Let the 'Games' Begin

Learn to shoot: Arrows fly as Hunger Games mania spurs archery craze

Arrows fly as Hunger Games mania spurs archery craze

The Hunger Games: Catching Fire
Has Katniss Everdeen inspired a new generation of archery enthusiasts? Photo courtesy of Lionsgate
Hyatt Lost Pines
Keep your eye on the target — not that gorgeous sunset. Photo courtesy of Hyatt Lost Pines Resort
Hyatt Lost Pines
Though we shot near the golf course, no golfers were injured during our archery lesson. Photo courtesy of Hyatt Lost Pines Resort
Hyatt Lost Pines
The entrance to Hyatt Lost Pines — and this archery adventure. Photo courtesy of Hyatt Lost Pines Resort
The Hunger Games: Catching Fire
Hyatt Lost Pines
Hyatt Lost Pines
Hyatt Lost Pines

The arrow struck the target with a satisfying thwack, landing just inside a blue circle worth 20 points. Not bad for someone who, up until an hour ago, had never used a bow.

Some weeks ago, I began noticing promotions for the new Hunger Games movie, The Hunger Games: Catching Fire. In promo images, Jennifer Lawrence’s character, Katniss Everdeen, stares steely eyed down the shaft of an arrow. The first installment of the series highlighted how the character’s skill with a bow and arrow not only fed her family for years but was one of the reasons she won the fictional Games. That movie’s oft-flying arrows ignited an interest in archery among women everywhere, including my two daughters and me.

That oft-flying arrows in The Hunger Games ignited an interest in archery among women everywhere, including my two daughters and me. 

During a three-day stay at Hyatt Lost Pines Resort, I finally had the chance to do something about it, just before the second Hunger Games movie came out. One of the resort’s many activity offerings: a one-hour archery class.

I showed up at the activity desk in the spacious lobby and was taken by golf cart to a grassy hill overlooking the golf course in one direction and thick woods in the other. In front of the woods and down a slight slope, a cluster of targets looked small and far away. Instructor Luis Fernandez promised I would hit the target before the end of class.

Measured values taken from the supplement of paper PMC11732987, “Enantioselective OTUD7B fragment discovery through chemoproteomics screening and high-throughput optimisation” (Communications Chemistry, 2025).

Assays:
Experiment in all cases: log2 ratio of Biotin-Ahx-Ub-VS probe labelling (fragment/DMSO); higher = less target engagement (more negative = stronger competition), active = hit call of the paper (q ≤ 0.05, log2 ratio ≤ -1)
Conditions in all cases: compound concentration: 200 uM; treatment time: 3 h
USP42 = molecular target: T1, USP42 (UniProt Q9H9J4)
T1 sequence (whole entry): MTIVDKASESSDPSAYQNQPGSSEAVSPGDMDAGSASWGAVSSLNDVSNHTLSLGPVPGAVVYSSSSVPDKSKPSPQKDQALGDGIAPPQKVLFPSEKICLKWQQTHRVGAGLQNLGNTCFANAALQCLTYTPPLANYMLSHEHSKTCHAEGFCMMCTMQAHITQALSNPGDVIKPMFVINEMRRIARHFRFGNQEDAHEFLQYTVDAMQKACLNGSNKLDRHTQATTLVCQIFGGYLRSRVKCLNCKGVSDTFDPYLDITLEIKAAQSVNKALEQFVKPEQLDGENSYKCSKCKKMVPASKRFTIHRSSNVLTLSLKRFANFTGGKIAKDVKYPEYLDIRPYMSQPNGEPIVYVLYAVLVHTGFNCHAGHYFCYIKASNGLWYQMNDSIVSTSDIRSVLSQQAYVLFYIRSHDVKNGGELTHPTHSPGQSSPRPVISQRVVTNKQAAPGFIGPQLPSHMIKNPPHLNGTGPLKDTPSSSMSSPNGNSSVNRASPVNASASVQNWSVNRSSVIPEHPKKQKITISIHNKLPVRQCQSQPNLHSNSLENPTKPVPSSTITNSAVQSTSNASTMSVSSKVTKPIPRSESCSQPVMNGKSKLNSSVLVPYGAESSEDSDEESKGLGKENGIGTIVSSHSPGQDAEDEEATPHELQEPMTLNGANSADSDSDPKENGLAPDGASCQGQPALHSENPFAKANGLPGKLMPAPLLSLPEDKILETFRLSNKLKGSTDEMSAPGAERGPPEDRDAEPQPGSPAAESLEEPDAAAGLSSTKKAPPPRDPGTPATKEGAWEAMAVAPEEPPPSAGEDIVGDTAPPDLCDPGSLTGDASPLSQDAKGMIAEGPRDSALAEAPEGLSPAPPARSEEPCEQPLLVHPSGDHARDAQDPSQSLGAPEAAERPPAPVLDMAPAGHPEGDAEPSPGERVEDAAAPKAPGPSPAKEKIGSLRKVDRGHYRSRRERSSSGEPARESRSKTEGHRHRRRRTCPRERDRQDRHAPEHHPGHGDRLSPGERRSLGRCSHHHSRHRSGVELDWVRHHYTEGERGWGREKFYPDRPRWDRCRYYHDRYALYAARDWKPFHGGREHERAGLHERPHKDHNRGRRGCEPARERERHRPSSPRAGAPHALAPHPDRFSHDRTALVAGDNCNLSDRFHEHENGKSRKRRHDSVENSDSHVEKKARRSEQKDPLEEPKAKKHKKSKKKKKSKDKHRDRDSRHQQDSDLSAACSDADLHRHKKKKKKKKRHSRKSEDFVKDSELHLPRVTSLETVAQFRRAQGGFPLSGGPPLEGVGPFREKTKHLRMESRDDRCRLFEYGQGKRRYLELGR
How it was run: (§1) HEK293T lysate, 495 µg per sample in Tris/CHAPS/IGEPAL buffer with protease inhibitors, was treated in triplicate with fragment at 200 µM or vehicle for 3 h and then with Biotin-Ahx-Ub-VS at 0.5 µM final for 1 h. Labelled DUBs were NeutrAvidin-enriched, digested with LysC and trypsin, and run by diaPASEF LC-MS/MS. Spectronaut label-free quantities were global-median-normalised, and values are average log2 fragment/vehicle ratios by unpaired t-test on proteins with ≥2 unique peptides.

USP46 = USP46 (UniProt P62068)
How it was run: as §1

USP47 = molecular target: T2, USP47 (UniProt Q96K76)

Skeptical, I filled out the requisite paperwork. Luis went over safety instructions, then introduced me to a red compound bow. Compound bows use pulleys and cables to make it easier to pull the string taut. Doing so still takes a bit of upper body strength, though, and first-timers may have sore arms after class.

With Luis’s detailed, step-by-step instructions, I managed to make my first arrow fly, and, while it didn’t hit the target, it came close. He watched me prepare for the next shot and, when it barely missed the target, too, was able to tell me exactly what I needed to do differently.

When I signed up, I had no expectation of hitting anything, at least not on purpose. 

I stood facing an imaginary line perpendicular to the target, placed an arrow on the horizontal bow, lifted it vertically toward the target in my outstretched left arm, turned my head to face the target, pulled the string back with my right hand until my thumb rested next to my lips, bent my left arm slightly and lined up a notch in the bow (not the arrow itself) with the target. “Up just a little,” Luis said, “and remember not to move after you release the arrow.”

I held my breath, released, and the arrow hit the target. Not in a spot that earned any extra points, but I felt pretty good about just finally hitting something. We retrieved my arrows and repeated the process, and that round I missed only once.

Then it was time for a competition with the two other people in the class. We fired all our arrows and totaled up points. Then we rotated to other targets, some farther away and some smaller. I continued to miss altogether occasionally, but each time, Luis was able to tell me what I did wrong — usually I wasn’t bending my left elbow slightly or was moving just as I released the arrow.

When all was said and done, I had the highest point total. OK, I was only first out of three, and earned nothing other than bragging rights, but still. When I signed up, I had no expectation of hitting anything, at least not on purpose.

I was able to take my shots standing still — unlike Jennifer Lawrence’s movie character, who seems to fire most of her arrows rapidly and while on the run or under attack. That can’t be easy. 

It bears noting that I was able to take my shots standing still, with all the time in the world to release my arrows — unlike Lawrence’s movie character, who seems to  fire most of her arrows rapidly and while on the run or under attack. That can’t be easy.

Lawrence makes it look that way, though. That may be due to the fact that she was trained for her Hunger Games role by five-time Olympian archer Khatuna Lorig, who ranks second in the United States. Lorig also offers classes for non-movie stars, from beginner to advanced levels, in Los Angeles.

If you're looking to start practicing archery yourself, you don't have to go very far as there are a number of archery ranges in the Houston area. Archery on Fire, located near the Woodlands Mall, offers beginner lessons at their indoor and outdoor ranges and West Houston Archery is well known for their archery pro shop and indoor range in Spring Branch.

Archery also figured prominently in the Lord of the Rings movies, with Orlando Bloom’s elf character, Legolas, skillfully wielding a bow, and in Game of Thrones and Robin Hood movies, among others. Actress Geena Davis didn’t play an archer but is one, qualifying as a semifinalist for the 2000 U.S. Olympic team.